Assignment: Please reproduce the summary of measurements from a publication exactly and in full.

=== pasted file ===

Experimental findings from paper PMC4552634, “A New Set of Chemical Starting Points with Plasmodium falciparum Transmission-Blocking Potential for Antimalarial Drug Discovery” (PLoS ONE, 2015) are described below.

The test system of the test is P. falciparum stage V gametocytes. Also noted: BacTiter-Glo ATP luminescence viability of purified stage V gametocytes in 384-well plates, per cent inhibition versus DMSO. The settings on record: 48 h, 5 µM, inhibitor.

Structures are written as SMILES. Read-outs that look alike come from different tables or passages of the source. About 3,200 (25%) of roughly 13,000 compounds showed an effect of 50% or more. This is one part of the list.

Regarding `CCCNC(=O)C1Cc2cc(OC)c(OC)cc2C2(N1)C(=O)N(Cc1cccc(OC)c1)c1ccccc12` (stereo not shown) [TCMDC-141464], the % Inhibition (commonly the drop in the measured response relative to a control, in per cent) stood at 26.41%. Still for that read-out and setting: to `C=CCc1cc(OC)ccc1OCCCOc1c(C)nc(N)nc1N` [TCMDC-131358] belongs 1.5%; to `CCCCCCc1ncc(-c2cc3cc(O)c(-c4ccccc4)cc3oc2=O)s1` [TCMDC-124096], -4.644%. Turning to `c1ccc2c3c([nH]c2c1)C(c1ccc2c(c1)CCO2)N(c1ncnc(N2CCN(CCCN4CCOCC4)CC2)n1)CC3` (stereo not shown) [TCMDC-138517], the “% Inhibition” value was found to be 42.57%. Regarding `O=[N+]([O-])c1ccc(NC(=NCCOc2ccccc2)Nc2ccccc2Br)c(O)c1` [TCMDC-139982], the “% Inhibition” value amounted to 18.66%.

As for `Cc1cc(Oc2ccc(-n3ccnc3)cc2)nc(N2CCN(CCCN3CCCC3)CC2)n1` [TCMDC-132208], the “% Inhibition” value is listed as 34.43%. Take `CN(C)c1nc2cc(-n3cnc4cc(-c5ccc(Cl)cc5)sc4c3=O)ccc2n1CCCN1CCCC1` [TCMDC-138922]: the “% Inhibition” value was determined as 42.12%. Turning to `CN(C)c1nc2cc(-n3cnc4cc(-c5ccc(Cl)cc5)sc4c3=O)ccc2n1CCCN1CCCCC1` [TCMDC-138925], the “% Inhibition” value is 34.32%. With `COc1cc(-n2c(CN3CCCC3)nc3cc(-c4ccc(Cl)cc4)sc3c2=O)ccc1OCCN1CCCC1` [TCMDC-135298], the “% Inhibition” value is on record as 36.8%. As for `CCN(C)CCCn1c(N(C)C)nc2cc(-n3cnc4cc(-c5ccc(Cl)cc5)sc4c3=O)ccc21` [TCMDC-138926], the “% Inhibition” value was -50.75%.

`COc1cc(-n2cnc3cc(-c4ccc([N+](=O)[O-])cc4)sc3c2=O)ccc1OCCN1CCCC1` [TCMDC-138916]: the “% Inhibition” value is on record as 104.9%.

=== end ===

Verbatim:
Experimental findings from paper PMC4552634, “A New Set of Chemical Starting Points with Plasmodium falciparum Transmission-Blocking Potential for Antimalarial Drug Discovery” (PLoS ONE, 2015) are described below.

The test system of the test is P. falciparum stage V gametocytes. Also noted: BacTiter-Glo ATP luminescence viability of purified stage V gametocytes in 384-well plates, per cent inhibition versus DMSO. The settings on record: 48 h, 5 µM, inhibitor.

Structures are written as SMILES. Read-outs that look alike come from different tables or passages of the source. About 3,200 (25%) of roughly 13,000 compounds showed an effect of 50% or more. This is one part of the list.

Regarding `CCCNC(=O)C1Cc2cc(OC)c(OC)cc2C2(N1)C(=O)N(Cc1cccc(OC)c1)c1ccccc12` (stereo not shown) [TCMDC-141464], the % Inhibition (commonly the drop in the measured response relative to a control, in per cent) stood at 26.41%. Still for that read-out and setting: to `C=CCc1cc(OC)ccc1OCCCOc1c(C)nc(N)nc1N` [TCMDC-131358] belongs 1.5%; to `CCCCCCc1ncc(-c2cc3cc(O)c(-c4ccccc4)cc3oc2=O)s1` [TCMDC-124096], -4.644%. Turning to `c1ccc2c3c([nH]c2c1)C(c1ccc2c(c1)CCO2)N(c1ncnc(N2CCN(CCCN4CCOCC4)CC2)n1)CC3` (stereo not shown) [TCMDC-138517], the “% Inhibition” value was found to be 42.57%. Regarding `O=[N+]([O-])c1ccc(NC(=NCCOc2ccccc2)Nc2ccccc2Br)c(O)c1` [TCMDC-139982], the “% Inhibition” value amounted to 18.66%.

As for `Cc1cc(Oc2ccc(-n3ccnc3)cc2)nc(N2CCN(CCCN3CCCC3)CC2)n1` [TCMDC-132208], the “% Inhibition” value is listed as 34.43%. Take `CN(C)c1nc2cc(-n3cnc4cc(-c5ccc(Cl)cc5)sc4c3=O)ccc2n1CCCN1CCCC1` [TCMDC-138922]: the “% Inhibition” value was determined as 42.12%. Turning to `CN(C)c1nc2cc(-n3cnc4cc(-c5ccc(Cl)cc5)sc4c3=O)ccc2n1CCCN1CCCCC1` [TCMDC-138925], the “% Inhibition” value is 34.32%. With `COc1cc(-n2c(CN3CCCC3)nc3cc(-c4ccc(Cl)cc4)sc3c2=O)ccc1OCCN1CCCC1` [TCMDC-135298], the “% Inhibition” value is on record as 36.8%. As for `CCN(C)CCCn1c(N(C)C)nc2cc(-n3cnc4cc(-c5ccc(Cl)cc5)sc4c3=O)ccc21` [TCMDC-138926], the “% Inhibition” value was -50.75%.

`COc1cc(-n2cnc3cc(-c4ccc([N+](=O)[O-])cc4)sc3c2=O)ccc1OCCN1CCCC1` [TCMDC-138916]: the “% Inhibition” value is on record as 104.9%.